About Lynn

lynn jaffeeLynn Jaffee is a licensed acupuncturist and the author of the book, Simple Steps: The Chinese Way to Better Health, a clear and concise explanation of Chinese medicine for the lay person. She is co-author of the book, The BodyWise Woman, a personal health manual for physically active women and girls. Read more about Lynn...

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Chinese Medicine for the Common Cold

Ah choo!  It’s not a Chinese phrase, but it may mean that you’re coming down with a cold.  We’ve all had them.  You’re miserable, but not sick enough to stay home from work.  You think your runny nose is finally getting better, but then the whole thing sinks into your chest or you lose your voice.  You’re achy, your throat hurts, and you can’t sleep.  Life really bites when you have a cold.

So what does Chinese medicine have to offer in the way of cold relief?  Well, it really is true that there is no cure for the common cold.  But the Chinese do have some tools up their sleeve in the way of shortening the duration if you get a cold.

Your cold has some characteristics that help us acupuncturist determine how best to treat it.  First, a common cold is considered an illness of the exterior of your body.  This means that it’s fairly superficial compared to a deep-seated disease of, say, your kidneys or heart.  Your cold is also external because you caught it from some outside funkiness, like someone sneezing into your coffee or driving past a daycare center.

In Chinese medicine, your cold is considered a kind of wind.  Pathogens, or stuff that makes you sick, is a little like bad weather in your body.  You can have heat, cold, damp, and in the case of your cold, you have wind.  Wind tends to affect your upper body, with changeable symptoms that come and go, and those symptoms tend to move around—all characteristics of your average common cold.

So your cold is considered external wind.  But there’s more.  Here’s where some diagnostic skills come into play.  Your cold can be associated with symptoms of warmth or cold.  Warm symptoms include running a fairly high temperature, more fever than chills, a really sore throat, thirst, yellow phlegm when you cough or blow your nose, and painful or red eyes.  Cold or cool symptoms include clear phlegm when coughing or blowing, more chills than fever, a mild sore throat, losing your voice, and achiness that tends to move around.

Whether your cold is one of wind plus heat or wind plus cold, here are some things you can do using Chinese medicine to speed up your recovery:

  • Your first order of business is to sweat it out.  You can do this yourself on the first day or so if you catch it in time.  At home, make a broth of grated ginger and scallions (you can add chicken or vegetable broth), drink it down, bundle up, and go to bed and sweat.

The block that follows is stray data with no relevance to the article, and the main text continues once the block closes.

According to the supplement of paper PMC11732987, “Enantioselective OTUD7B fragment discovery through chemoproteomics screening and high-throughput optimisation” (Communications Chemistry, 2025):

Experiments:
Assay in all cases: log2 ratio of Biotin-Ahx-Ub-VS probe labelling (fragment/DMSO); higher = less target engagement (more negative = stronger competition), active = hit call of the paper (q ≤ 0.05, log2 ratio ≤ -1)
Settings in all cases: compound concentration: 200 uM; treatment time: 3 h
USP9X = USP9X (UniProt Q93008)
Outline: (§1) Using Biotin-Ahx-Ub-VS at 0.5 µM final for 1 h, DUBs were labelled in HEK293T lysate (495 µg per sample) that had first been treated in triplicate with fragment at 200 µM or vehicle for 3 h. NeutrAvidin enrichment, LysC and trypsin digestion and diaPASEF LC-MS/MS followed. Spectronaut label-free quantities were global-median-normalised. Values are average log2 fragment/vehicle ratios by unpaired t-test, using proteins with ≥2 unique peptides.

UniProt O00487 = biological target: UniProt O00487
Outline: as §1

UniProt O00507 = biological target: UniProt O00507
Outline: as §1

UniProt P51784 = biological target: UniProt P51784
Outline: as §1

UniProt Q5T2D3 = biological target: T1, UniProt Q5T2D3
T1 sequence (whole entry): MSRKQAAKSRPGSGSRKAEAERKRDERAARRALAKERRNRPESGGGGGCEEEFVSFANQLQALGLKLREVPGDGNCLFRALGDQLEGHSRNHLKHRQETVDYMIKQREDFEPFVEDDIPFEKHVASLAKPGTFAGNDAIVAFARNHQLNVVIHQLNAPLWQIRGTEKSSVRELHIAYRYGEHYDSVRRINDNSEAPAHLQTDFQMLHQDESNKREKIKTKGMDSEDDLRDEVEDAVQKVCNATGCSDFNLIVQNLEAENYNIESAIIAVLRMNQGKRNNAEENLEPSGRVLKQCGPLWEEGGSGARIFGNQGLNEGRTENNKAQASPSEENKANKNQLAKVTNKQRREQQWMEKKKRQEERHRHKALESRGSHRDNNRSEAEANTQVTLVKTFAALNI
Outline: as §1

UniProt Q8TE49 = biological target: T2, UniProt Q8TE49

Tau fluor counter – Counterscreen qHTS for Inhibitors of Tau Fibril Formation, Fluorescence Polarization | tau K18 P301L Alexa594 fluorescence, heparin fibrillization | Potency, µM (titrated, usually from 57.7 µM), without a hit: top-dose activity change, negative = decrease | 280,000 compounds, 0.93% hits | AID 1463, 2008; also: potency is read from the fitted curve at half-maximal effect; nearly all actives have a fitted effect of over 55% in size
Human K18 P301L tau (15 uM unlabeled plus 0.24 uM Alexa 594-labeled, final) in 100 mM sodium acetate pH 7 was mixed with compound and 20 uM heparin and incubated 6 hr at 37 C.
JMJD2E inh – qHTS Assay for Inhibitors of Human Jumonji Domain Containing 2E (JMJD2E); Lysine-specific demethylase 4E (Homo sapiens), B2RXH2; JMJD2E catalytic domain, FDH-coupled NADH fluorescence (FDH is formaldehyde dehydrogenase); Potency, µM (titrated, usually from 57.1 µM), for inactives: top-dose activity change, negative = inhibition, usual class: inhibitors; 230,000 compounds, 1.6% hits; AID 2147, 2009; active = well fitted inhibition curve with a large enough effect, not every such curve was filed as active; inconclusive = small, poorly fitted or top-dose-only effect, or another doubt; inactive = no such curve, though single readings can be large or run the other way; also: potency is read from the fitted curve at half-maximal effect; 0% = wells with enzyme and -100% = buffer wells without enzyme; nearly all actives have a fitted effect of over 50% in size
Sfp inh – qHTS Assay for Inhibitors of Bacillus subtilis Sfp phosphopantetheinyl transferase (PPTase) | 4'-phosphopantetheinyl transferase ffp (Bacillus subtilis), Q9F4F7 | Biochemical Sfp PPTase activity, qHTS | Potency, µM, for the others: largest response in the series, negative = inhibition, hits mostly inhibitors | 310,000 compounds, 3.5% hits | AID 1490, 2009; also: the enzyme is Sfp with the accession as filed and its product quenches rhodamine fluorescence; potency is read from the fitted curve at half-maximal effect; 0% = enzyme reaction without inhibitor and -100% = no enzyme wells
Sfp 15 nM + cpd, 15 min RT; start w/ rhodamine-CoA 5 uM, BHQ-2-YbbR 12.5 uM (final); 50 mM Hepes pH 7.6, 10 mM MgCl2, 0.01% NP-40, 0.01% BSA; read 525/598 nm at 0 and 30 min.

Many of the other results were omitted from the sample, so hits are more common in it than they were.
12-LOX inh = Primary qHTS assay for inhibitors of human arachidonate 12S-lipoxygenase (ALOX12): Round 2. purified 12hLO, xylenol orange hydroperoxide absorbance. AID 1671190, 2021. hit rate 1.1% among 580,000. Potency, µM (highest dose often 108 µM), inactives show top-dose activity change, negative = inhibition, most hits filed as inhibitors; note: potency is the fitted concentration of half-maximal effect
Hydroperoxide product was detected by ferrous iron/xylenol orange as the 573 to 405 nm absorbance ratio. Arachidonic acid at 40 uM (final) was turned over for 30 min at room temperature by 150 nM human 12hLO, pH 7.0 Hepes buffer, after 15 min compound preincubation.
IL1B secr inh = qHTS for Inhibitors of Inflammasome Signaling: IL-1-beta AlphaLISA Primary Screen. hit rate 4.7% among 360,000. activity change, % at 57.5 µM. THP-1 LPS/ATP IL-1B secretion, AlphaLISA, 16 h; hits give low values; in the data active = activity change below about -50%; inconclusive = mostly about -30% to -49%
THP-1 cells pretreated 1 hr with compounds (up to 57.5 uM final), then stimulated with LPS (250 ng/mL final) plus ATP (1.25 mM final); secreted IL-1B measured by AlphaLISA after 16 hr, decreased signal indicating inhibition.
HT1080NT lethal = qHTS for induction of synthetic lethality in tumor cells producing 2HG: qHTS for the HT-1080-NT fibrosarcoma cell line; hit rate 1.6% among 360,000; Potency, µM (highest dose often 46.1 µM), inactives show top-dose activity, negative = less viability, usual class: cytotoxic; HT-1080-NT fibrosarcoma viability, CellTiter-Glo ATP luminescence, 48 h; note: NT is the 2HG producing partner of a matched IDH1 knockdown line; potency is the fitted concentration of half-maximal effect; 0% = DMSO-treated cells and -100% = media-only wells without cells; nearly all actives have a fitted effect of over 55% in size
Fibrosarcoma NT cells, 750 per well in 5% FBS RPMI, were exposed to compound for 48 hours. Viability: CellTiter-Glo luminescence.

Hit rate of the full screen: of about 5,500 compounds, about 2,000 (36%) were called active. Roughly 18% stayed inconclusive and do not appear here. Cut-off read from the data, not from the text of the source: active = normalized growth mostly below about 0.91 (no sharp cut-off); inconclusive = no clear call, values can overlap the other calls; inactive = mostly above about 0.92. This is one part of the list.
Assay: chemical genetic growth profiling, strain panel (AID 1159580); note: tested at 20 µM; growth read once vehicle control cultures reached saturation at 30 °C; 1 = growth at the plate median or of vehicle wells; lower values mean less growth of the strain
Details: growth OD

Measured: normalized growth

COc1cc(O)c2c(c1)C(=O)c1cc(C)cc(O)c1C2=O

• If your cold is the wind plus cold variety, you will want to warm things up and disperse the cold pathogen.  Common household herbs like cinnamon, basil, cayenne pepper, fennel, mustard seed, as well as ginger and scallions are warming and help relieve your symptoms and speed the duration of your cold.
  • In China, herbal formulas for wind and cold generally start with a combination of ephedra and cinnamon twig, plus other herbs depending on your symptoms.  However, in the United States, ephedra can no longer be used in herbal formulas, so your best bet is to talk to a practitioner who can prescribe the right formula for your symptoms.
  • If you’re unlucky enough to have a wind plus heat type of cold, the path to feeling better is cooling the heat and dispersing the warm pathogen.  Some cooling herbs that you may have around the house that can help include mint and chrysanthemum (probably as a tea).  The classic herbal formula for a wind heat kind of cold is called Yin Qiao San. 
  • You can also find teas or powders at your local Asian grocery store that contain the herb Ban Lan Gen (you may have to ask).  Ban Lan Gen has antibiotic and antiviral properties and also clears heat—a good choice, especially if you have a wind heat kind of cold (but it can be used for either).
  • Beyond treating wind heat or wind cold, you may also need some help if you have a cough, sinus congestion, and wheezing or congested lungs.  There are herbal formulas for all of these situations, but you’ll need a little guidance from your acupuncturist or practitioner of Chinese medicine.
  • Acupuncture can also be helpful in speeding a cold on its way.  Your practitioner would needle points to clear the pathogen from the exterior of your body, points to warm or cool as needed, and points to resolve your specific symptoms.

2 comments to Chinese Medicine for the Common Cold

  • Amanda

    This is a great article on Chinese Medicine and colds.

    I agree that Yin Qiao San is a great formula for wind heat. I take it at the first sign of a tickling or sore throat. This usually stops me from getting sick at all.

    Before Chinese Medicine, I got sick every other month or so. Since getting acupuncture and herbs, I have only been fully ill once in the last year.

    Another great formula is Cold Snap, it is more for wind cold and can be found at most natural grocery stores. This formula also helped me adapt to the altitude of Colorado when I moved here.

    Thanks for sharing this.

  • Lynn Jaffee

    Thanks, Amanda. Yes, Yin Qiao is best for wind heat and a wicked sore throat. Can you tell me who makes Cold Snap?